We need to allow easy access to technology and teach students the 21 st century skills they will need now and into the future. We need to assess the skills especially the skills of communication , collaboration , filtering , and globalisation . If were really do believe that assessment is FOR learning then technology is going to be the key to access information. Students will be learning by doing. Investigating the topic whether in exam conditions or in the freedom of their own home as long as they have the technology they will be able to arrive at the same conclusion.
We are moving to a time where there is anytime anywhere learning. Why can’t students take a lecture from Steven Levitt in America about economics theory as it relates to everyday life? At midnight if necessary? This would allow students to learn from the best of the best. If assessment is for learning then we need to give students opportunities to continually reassess. If students don’t get it right the first time then what is the harm in having another go? This is where technology can really be useful so students don’t have to “start again” and the technology can help us to keep track.
Technology and learning needs to become ubiquitous and decentralized. This is where technology is going to assist the most. Who cares if the kids access it from a phone, tablet, or notebook as long as they have access to what they need to learn. The discrepancies between what educators think is right and what happens in schools has to do with the standardized testing and accountability. If educators think about the options they have to enhance assessment practices students can learn and be assessed through gamification of tasks, constructing their own textbooks and learning, assessment portfolios, game simulations, role plays, and real life scenarios, sometime in the future even virtual reality will be a way to assess student learning.
As I bring myself back to the reality of the 2012 classroom I realise you want to know what you can do today, now in your classroom. How you can enhance your assessment items with technology… if there are any here you want to investigate a little bit further I’m happy to show you an example if I can.
- Using OneNote for research
- Using OneNote for student investigation
- Revision OneNote Notebooks
- Choice of tool for Multimodal
- Trade Displays
- Radio shows
- Animated PowerPoints
- Interactive PowerPoints
- Role Play
- Website creation
- Let your students use their notebooks in exams (even if that means you have to lock them down to begin with)
When we do move to the future… When we redefine assessment, when we redefine teachers thinking about assessment and technology there will always be many issues … You know the usual complaints…
- You don’t know what you don’t know!
- What if I don’t know the answer?
- What if it doesn’t work?
- The students won’t know anything.
- Students will misbehave if we give them this freedom.
- How are we going to keep them on task?
- How do we stop students from cheating?
- Students will abuse the system.
- How do I check in with every student every day?
- There is enough to do with implementing the Australian Curriculum how am I going to find time to recreate my assessment pieces as well?
- Not another new thing
- How long til we move on to the next new thing?
- What’s the minimum we have to do so the powers that be don’t ask us to do more work?
- But that’s more job intensification
All of these statements could apply to any new initiative we implement in schools. They are just excuses however until we address these complaints from staff we are not going to move forward with education. There are a number of statements which will make your colleagues stop and think…
- How about you start learning with the students.
- Is what you are doing now working?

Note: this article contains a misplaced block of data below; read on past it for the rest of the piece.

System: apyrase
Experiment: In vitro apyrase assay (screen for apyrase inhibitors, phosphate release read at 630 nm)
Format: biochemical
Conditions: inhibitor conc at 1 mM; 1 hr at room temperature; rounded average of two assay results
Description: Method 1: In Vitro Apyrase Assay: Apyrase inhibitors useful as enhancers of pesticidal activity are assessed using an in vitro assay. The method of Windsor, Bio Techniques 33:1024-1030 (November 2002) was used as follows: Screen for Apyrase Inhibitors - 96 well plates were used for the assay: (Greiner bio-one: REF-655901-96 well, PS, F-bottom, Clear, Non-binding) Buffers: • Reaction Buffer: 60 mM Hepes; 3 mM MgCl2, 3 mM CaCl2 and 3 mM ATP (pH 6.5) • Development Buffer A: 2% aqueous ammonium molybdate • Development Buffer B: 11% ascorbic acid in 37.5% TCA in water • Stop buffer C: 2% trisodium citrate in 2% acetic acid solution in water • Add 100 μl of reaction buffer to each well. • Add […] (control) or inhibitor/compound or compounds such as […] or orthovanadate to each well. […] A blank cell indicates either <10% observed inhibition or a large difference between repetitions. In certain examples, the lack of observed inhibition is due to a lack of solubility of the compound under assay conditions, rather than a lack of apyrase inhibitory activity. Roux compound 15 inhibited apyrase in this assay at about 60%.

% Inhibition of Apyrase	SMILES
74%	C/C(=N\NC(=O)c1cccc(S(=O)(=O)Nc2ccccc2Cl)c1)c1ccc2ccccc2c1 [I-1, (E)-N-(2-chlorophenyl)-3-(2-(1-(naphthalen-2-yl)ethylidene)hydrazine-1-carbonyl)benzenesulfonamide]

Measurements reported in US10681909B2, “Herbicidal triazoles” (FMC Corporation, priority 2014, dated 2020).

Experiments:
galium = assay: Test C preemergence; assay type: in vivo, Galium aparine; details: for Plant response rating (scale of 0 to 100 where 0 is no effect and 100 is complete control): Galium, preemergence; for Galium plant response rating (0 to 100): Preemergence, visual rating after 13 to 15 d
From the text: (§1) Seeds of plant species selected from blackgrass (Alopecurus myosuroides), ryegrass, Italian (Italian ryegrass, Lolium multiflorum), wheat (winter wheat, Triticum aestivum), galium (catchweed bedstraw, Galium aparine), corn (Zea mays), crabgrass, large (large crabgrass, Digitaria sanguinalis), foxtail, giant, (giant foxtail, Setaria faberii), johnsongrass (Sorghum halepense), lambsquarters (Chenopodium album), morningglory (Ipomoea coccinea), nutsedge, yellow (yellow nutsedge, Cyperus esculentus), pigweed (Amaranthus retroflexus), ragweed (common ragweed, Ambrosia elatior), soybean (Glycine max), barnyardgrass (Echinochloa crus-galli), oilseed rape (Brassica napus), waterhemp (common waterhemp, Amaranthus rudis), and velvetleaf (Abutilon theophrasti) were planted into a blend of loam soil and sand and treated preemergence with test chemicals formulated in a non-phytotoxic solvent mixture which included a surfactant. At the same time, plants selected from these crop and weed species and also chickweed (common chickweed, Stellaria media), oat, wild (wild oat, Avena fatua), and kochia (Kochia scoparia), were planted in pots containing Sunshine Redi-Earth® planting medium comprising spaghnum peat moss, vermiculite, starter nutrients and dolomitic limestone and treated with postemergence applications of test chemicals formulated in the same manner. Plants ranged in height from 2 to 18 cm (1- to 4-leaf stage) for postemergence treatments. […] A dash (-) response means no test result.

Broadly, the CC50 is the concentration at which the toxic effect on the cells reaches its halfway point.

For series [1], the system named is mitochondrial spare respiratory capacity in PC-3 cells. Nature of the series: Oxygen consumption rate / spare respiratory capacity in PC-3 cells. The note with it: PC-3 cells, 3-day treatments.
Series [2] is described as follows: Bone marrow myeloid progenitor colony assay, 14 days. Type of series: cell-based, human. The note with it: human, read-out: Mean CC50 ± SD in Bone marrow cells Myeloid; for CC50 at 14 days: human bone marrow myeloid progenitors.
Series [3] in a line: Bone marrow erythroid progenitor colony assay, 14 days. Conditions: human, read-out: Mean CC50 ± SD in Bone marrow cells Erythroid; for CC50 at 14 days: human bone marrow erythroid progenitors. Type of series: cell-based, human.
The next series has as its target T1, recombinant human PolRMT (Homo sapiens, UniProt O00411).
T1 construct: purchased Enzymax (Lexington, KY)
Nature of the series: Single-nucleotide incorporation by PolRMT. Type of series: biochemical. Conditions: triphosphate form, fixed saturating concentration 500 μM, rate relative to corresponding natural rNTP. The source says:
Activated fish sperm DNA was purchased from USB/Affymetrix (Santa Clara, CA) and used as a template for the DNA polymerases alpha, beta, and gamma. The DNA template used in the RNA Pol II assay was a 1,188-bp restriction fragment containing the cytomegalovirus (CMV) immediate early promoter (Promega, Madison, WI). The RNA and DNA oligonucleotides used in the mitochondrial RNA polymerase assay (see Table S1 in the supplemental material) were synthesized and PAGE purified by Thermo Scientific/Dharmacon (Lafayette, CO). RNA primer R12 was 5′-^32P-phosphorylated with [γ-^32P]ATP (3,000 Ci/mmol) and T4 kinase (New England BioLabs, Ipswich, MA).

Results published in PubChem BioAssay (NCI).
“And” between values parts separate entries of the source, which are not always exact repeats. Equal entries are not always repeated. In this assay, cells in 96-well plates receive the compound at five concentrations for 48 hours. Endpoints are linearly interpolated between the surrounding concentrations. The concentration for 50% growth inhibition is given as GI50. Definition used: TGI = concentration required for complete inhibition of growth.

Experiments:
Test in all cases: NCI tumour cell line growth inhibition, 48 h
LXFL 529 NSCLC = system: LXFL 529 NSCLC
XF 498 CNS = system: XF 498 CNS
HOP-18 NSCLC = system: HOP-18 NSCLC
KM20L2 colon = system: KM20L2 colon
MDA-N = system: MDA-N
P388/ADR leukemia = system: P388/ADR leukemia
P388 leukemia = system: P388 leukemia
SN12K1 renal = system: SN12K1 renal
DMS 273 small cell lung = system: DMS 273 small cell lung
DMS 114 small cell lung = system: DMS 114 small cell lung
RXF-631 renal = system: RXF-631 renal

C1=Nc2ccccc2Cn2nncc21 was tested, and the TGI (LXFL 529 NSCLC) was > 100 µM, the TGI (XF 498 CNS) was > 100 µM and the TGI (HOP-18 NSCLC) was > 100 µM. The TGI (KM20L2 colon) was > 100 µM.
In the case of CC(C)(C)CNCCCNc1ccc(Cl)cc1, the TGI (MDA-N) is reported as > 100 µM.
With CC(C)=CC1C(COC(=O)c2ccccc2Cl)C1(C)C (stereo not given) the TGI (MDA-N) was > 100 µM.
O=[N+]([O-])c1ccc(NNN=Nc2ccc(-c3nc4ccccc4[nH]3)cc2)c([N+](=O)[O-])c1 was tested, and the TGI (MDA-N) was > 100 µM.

- Learning needs to be such that students have the want and the need to learn.
- Why do students want to take a short cut and cheat?
- How do you currently check in that students are working?
- Teaching is about trying new things. If you no longer want to implement another new thing I think it’s time to leave the profession.
We really do just need to take a leap of faith, have a go, and challenge the authorities (both State, and Federal). Have the necessary conversations. Stretch the boundaries. Educate ourselves. Challenge OURSELVES as professionals. Because the outcomes will be far better for our students, far better for our teaching…
Rethinking assessment, incorporating technology changing the way we teach and how students learn leads to creating lifelong learners who have an imagination. And it is with these new ideas, that new products are created and the world has more entrepreneurs who bring us great products like the iPad. When we rethink assessment and incorporate technology we teach students the skills they require for life and thus are prepared for the “real World”.
To move to this stage where assessment is for learning we are going to have to push our educational authorities. Start small change your assessment tasks in your junior subjects (in most states these don’t have external moderation). Use problem based learning where the assessment is about the journey the questions the kids ask and how they go about answering the questions. Ask students to create the curriculum for a unit. Move away from the sage on the stage to be the guide on the side. Investigate 20% time in your course. Limit yourself to direct teaching for 15 minutes per lesson. Learn with your students. Challenge your students to think for themselves. Teach them how to form their own opinions based on facts and research. I challenge you to make one change to your practices each term.
As more and more devices are available to students and schools, and technology becomes part of everyday teaching and learning. I challenge you how do we enhance assessment practices using technology? When are we going to move forward into this 21st century we all talk about?
When is Pen and paper going to be sooooooooooooooo last year ?
- Godin, S., 2012. Stop Stealing Dreams. s.l.:Do You Zoom Inc.
- Goyal, N., 2012. Principals Beware, Cheating is Rampant. [Online]
Available at: http://coopcatalyst.wordpress.com/2012/08/22/principals-beware-cheating-is-rampant/
[Accessed 23rd August 2012].
- Mindshift, 2012. For Exams, is Using the Internet Considered Cheating?. [Online]
Available at: http://blogs.kqed.org/mindshift/2012/05/for-exams-is-using-the-internet-considered-cheating/
[Accessed 22nd July 2012].
- Rshaid, G., 2011. Learning for the Future Rethinking Schools for the 21st Century. Englewood: The Leadership and Learning Centre.